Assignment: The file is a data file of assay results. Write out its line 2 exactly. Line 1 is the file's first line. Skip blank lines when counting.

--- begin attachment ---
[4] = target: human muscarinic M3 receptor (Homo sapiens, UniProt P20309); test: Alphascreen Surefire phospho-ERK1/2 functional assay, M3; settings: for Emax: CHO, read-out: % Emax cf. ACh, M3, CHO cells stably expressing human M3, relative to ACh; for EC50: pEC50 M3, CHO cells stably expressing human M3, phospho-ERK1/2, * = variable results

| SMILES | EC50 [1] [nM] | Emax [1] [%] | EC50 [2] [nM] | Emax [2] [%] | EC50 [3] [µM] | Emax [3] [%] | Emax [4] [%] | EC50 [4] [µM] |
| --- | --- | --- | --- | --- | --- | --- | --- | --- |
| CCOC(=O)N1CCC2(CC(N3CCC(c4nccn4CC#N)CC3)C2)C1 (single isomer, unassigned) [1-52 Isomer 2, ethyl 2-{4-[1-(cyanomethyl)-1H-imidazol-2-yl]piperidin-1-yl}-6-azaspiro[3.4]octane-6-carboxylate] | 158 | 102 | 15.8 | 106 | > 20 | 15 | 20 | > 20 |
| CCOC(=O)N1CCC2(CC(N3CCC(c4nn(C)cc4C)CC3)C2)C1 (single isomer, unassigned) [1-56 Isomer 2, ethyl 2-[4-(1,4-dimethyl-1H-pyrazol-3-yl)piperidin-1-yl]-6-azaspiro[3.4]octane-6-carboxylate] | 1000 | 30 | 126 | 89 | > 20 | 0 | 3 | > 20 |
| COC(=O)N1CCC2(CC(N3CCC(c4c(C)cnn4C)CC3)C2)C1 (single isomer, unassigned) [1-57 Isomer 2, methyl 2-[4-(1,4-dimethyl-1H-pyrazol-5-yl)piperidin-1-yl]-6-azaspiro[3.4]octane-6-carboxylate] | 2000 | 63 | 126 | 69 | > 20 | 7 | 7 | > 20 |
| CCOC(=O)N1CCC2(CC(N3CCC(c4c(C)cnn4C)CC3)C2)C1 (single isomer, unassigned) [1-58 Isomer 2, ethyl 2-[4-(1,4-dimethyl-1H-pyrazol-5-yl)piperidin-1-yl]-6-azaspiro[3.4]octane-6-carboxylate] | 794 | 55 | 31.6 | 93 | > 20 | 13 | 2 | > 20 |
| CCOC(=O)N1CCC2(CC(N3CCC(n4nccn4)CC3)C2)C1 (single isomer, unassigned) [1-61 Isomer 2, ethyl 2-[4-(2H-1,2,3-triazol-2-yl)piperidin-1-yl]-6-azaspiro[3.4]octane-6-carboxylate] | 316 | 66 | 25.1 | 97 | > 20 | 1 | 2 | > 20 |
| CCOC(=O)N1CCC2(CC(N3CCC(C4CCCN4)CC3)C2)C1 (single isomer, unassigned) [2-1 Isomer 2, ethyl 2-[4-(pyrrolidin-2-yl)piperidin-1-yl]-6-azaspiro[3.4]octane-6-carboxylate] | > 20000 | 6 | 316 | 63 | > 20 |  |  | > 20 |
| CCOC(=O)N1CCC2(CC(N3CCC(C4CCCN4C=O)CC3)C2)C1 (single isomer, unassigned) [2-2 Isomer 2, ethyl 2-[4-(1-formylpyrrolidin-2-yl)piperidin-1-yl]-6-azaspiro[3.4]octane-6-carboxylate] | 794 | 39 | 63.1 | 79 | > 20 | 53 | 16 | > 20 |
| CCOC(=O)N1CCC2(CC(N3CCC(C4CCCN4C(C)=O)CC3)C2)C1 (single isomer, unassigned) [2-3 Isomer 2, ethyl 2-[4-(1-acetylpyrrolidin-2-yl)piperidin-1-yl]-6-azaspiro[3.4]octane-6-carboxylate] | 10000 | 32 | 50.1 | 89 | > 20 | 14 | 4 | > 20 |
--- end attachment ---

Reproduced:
| SMILES | EC50 [1] [nM] | Emax [1] [%] | EC50 [2] [nM] | Emax [2] [%] | EC50 [3] [µM] | Emax [3] [%] | Emax [4] [%] | EC50 [4] [µM] |